This would be the first of many Target books, natch. My favourite (as object, rather than text) remains Doctor Who and the Carnival of Monsters, not only because of the daring yellow surround, but because the plesiosaur has such a pronounced human expression that it's surely either modelled on a friend of Chris Achilleos or his own self-portrait in lizard form. Though like all my kind, I retain a soft spot for the back cover blurb of Doctor Who and the Cave Monsters, and the "40 ft. high Tyrannosaurus Rex, the biggest, most savage mammal which ever trod the earth!"... a line criminally absent from the modern reprint. I should also mention that I wrote a special code inside the cover of every Target relic I acquired, and that looking at them as I write this, I have no sodding idea what they mean.

Always the archivist, never the archaeologist. But more telling still is that Doctor Who and the Green Death, in this earliest and most glorious form, features a cover image of the Pertwee Doctor as the fly's intended soup-course. I accepted that on first sight, even before I'd read the warning on the title page. THE CHANGING FACE OF DOCTOR WHO. The cover illustration and others contained within this book portray the third DOCTOR WHO whose physical appearance was altered by the Time Lords when they banished him to the planet Earth in the Twentieth Century. Almost a legal disclaimer, even specifying "altered his physical appearance": regeneration still had yet to become an all-purpose explanation for the occasional warping of actor, and for the general public, the word was mostly associated with starfish. Yet I knew, with no memory of any Doctor other than the window-cleaner Doctor, that this was perfectly within the parameters of the saga.


I'm unsure, and I don't understand why that might be. Since this is a kind of Little Death, let's raise this to the level of sixth-form. Tom Stoppard's Rosencrantz and Guildenstern are Dead asks a question so obvious that it's creepy: why can't you remember the moment you realised you were going to die, when it must surely have been the most traumatic point of your young life? I find this as difficult to answer as a forty-year-old as I did at seventeen, but it's still less nettling than the question of why I treated THE CHANGING FACE OF DOCTOR WHO as if it were a known law of the universe. I've already described Doctor Who as an ongoing mind-game, and having one's appearance altered by the Time Lords was in no way cheating.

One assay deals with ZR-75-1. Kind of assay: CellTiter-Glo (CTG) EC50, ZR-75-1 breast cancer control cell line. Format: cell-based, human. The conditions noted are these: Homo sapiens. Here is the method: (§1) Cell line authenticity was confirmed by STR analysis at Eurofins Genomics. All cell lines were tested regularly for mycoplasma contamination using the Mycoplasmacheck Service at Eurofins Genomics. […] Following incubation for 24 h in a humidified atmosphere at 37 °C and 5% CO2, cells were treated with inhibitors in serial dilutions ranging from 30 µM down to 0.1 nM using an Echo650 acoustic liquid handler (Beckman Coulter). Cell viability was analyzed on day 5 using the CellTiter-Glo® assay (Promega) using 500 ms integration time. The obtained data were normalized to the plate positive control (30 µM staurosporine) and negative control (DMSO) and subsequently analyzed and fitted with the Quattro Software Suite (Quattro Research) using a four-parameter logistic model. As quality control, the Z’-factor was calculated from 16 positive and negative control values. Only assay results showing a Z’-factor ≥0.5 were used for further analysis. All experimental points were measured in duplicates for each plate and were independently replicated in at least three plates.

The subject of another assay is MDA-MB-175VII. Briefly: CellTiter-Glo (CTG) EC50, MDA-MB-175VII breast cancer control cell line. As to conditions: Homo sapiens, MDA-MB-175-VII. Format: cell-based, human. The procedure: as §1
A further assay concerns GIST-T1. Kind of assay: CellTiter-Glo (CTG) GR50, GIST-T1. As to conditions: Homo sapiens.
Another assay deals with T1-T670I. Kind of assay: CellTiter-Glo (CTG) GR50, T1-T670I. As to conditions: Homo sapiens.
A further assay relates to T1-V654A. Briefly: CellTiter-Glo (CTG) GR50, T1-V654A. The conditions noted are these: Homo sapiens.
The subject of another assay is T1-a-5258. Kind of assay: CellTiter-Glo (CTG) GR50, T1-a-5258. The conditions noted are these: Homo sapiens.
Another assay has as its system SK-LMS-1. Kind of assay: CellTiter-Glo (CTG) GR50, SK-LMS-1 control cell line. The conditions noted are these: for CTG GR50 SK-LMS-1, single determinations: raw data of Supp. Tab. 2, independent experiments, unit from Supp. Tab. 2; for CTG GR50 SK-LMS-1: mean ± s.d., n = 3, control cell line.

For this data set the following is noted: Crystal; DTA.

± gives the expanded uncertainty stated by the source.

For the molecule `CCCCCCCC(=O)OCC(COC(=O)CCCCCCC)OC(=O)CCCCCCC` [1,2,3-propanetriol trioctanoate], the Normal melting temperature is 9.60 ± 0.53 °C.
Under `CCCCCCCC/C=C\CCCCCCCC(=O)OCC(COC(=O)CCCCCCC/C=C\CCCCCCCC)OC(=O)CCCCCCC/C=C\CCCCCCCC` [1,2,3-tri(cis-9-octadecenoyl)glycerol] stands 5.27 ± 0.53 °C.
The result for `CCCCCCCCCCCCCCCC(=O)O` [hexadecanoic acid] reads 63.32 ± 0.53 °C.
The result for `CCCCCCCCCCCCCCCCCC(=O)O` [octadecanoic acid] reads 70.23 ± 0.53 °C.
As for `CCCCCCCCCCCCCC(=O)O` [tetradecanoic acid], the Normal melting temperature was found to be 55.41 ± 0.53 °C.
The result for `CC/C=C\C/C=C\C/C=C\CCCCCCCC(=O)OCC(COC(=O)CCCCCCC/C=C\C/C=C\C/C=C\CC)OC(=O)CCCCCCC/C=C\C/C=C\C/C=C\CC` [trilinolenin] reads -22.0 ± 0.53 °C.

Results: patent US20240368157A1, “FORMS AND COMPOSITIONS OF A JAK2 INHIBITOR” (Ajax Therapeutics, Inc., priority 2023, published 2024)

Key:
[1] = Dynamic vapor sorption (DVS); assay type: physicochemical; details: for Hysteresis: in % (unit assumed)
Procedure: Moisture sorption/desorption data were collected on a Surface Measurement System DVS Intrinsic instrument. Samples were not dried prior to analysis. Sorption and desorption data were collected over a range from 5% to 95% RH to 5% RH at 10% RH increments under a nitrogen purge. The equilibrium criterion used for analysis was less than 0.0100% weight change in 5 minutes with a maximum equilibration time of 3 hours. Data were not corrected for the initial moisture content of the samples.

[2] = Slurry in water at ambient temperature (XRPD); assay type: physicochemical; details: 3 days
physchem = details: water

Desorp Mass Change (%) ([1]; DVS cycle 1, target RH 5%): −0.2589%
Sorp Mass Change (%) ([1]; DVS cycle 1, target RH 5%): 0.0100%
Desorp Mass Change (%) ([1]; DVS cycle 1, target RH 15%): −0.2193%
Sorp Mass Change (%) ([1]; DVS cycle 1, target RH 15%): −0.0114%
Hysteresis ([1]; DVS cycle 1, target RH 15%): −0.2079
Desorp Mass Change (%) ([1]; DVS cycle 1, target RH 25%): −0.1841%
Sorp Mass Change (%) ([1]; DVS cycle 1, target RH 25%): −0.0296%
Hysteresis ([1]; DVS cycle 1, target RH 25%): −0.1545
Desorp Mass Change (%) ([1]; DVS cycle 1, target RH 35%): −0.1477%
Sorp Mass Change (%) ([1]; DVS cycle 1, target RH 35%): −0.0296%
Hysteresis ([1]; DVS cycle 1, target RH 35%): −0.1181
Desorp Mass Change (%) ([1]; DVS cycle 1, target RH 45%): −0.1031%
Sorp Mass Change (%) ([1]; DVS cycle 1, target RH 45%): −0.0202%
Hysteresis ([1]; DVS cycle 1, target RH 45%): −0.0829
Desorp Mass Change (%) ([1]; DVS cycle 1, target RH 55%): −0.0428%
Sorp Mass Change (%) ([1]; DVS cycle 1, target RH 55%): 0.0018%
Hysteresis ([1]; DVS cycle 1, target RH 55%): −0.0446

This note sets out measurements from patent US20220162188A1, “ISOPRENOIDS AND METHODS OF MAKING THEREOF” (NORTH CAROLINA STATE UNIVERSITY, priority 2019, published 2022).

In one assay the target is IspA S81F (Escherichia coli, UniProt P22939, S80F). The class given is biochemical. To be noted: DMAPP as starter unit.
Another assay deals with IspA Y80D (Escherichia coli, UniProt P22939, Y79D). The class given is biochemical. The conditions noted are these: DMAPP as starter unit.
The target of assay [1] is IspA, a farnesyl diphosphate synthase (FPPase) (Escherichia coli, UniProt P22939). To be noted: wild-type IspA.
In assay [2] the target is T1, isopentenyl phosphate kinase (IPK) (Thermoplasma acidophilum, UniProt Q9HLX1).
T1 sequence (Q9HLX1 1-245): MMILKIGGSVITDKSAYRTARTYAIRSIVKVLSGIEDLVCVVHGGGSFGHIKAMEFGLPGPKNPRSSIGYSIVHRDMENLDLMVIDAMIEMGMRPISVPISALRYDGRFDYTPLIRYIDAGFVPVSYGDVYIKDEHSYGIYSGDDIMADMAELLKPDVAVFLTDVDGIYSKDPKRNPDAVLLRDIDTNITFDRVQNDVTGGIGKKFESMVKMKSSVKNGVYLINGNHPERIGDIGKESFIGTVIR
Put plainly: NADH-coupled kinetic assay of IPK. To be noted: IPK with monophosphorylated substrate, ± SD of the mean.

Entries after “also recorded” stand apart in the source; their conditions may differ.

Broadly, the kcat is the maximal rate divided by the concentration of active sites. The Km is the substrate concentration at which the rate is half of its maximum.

"We could show you a photo. But it wouldn't have magic hands."

The chronology is uncertain here. Even geology can be fragmented, or in our case fragmentised. I think - I think - this meta-knowledge of the game's rules may have come from The Doctor Who Monster Book. This was an invaluable item, so naturally, I'd fondly dissected it and sellotaped its innards across my bedroom wall. Anxious Sensorites watched over me long before I understood that it's more usual to set pop stars or footballers to guard one's sleep. With the Target novelisations (and most especially the Target covers) so blissfully confident that they were producing a higher form of Doctor Who than the BBC, there was a whole double-page spread of Achilleos' Omega with his talons extended into the Three Doctors' foreheads. Is that when I learned about the Doctor's "biological kabuki", then? Because if so, I would've expected to remember the shock of having it explained to me.

But this is how I mark out my early life. A wall of scraps and monsters; a private empire of paperbacks, not all of them read, and not all of them by Terrance Dicks; the last Saturday in Walton before we moved away, into a sterile new space where the clammy arms of "The Invisible Enemy" were waiting to greet me. I was five, and had no say in where I lived, any more than I had a say in the shift from the warm darkness of Victorian London and Edwardian lighthouses to the cold, cardboard-smooth walls of control rooms and space-corridors.

I learned, as a grown-up, that Walton-on-Thames was home to the first film studio on Earth. It's true: in 1899, with audiences growing bored of films about trains drawing up at stations, Cecil Hepworth saw the advantage in a specific, permanent base of operations for the shooting of one-reelers. "How It Feels to Be Run Over" and "Baby's Toilet" are no longer considered classics even by the standards of his age, yet the earliest British blockbuster was his 1905 meisterwerk "Rescued by Rover" (re-shot several times, as the constant copying of the negative always led to its destruction... and we thought '70s television was transient). You'd imagine that this at least would deserve some recognition, even if Psychomania is unlikely to earn the town a blue plaque.

The truth is less pleasant. Because there's no such town as Trumpton, and the future refuses to let any territory be mapped out in sunlight and children's books. Walton-on-Thames is now known for one thing only, a form of horror that would have seemed infeasible in "my" 1977, the consequences of which are - thanks to NewsCorp - still haunting us now.

This is the digital age. This is the actual future.